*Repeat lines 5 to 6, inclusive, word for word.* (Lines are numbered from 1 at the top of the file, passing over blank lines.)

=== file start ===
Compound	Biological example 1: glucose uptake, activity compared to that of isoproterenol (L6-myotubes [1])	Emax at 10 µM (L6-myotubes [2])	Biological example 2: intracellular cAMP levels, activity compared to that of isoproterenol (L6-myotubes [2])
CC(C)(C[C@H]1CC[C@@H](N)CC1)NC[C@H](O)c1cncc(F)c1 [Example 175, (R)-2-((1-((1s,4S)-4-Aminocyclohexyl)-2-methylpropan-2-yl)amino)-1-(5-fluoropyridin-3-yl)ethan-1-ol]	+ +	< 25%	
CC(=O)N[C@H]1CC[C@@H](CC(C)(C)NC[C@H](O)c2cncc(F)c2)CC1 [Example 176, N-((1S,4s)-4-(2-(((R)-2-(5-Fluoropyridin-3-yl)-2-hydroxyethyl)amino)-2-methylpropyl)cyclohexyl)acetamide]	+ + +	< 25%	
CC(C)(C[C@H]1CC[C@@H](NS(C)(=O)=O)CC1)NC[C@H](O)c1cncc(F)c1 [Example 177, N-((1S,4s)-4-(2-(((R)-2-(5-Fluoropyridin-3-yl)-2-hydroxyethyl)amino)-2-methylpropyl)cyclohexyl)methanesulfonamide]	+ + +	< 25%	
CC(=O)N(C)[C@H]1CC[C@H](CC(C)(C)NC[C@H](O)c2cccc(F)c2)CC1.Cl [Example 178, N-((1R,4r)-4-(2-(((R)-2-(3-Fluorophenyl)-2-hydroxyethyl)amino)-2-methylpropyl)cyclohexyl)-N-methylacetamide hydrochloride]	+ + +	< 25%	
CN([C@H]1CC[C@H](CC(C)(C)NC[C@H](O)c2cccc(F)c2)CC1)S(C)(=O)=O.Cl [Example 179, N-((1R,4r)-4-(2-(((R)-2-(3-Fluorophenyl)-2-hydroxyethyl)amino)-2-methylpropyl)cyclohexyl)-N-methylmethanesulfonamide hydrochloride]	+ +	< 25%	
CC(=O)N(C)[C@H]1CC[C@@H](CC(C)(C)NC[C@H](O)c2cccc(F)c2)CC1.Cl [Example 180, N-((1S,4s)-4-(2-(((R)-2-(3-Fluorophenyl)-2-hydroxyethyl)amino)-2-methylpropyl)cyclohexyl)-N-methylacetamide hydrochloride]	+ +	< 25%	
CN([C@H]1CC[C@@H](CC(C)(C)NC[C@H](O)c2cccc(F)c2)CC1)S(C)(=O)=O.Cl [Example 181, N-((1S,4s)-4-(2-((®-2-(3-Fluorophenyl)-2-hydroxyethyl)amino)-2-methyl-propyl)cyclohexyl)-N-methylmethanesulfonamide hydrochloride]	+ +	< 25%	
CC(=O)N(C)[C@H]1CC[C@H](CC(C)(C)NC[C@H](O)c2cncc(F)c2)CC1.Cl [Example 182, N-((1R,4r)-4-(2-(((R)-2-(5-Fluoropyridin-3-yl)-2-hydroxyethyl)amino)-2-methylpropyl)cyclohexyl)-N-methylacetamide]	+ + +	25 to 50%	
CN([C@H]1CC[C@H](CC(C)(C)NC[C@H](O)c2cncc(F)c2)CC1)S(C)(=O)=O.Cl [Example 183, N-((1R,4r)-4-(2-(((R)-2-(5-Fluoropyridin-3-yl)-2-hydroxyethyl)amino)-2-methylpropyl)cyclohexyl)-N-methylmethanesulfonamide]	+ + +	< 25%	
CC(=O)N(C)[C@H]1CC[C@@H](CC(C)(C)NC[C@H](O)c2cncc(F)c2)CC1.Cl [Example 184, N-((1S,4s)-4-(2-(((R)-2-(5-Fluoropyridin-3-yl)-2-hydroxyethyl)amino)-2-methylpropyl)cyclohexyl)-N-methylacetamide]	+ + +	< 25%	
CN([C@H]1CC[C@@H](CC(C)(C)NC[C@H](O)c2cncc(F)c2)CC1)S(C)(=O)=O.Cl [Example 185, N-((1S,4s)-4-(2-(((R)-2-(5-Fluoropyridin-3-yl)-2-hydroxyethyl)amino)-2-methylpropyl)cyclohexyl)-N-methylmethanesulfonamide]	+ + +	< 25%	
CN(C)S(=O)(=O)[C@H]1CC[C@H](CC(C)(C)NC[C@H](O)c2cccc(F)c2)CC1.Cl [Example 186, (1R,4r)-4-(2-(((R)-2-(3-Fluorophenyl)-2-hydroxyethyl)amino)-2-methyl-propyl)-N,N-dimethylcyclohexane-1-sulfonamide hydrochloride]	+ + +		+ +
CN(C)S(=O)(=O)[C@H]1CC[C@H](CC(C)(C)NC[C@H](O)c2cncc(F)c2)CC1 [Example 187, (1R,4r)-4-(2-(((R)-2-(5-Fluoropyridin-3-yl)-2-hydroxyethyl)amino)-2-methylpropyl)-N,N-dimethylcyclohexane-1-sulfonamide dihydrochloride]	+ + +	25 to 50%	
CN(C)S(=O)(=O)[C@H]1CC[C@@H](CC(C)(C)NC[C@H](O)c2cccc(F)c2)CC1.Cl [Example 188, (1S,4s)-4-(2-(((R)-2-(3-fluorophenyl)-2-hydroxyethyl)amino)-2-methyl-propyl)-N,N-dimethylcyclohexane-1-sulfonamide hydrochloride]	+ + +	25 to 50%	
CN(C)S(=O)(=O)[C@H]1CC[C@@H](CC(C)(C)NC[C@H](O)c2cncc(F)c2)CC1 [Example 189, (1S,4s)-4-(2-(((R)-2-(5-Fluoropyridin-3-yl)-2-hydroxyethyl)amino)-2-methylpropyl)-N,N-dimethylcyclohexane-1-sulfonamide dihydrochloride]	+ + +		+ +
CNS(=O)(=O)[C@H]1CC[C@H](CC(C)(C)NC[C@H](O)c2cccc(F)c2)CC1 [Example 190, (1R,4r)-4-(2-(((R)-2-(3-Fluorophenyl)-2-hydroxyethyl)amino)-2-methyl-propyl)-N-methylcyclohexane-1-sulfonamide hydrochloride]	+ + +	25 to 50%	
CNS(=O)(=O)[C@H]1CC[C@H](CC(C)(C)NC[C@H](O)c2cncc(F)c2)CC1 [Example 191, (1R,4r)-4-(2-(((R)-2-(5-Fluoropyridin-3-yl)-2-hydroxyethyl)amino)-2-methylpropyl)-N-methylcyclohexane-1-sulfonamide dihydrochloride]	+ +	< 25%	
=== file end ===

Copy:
CC(=O)N(C)[C@H]1CC[C@H](CC(C)(C)NC[C@H](O)c2cccc(F)c2)CC1.Cl [Example 178, N-((1R,4r)-4-(2-(((R)-2-(3-Fluorophenyl)-2-hydroxyethyl)amino)-2-methylpropyl)cyclohexyl)-N-methylacetamide hydrochloride]	+ + +	< 25%	
CN([C@H]1CC[C@H](CC(C)(C)NC[C@H](O)c2cccc(F)c2)CC1)S(C)(=O)=O.Cl [Example 179, N-((1R,4r)-4-(2-(((R)-2-(3-Fluorophenyl)-2-hydroxyethyl)amino)-2-methylpropyl)cyclohexyl)-N-methylmethanesulfonamide hydrochloride]	+ +	< 25%	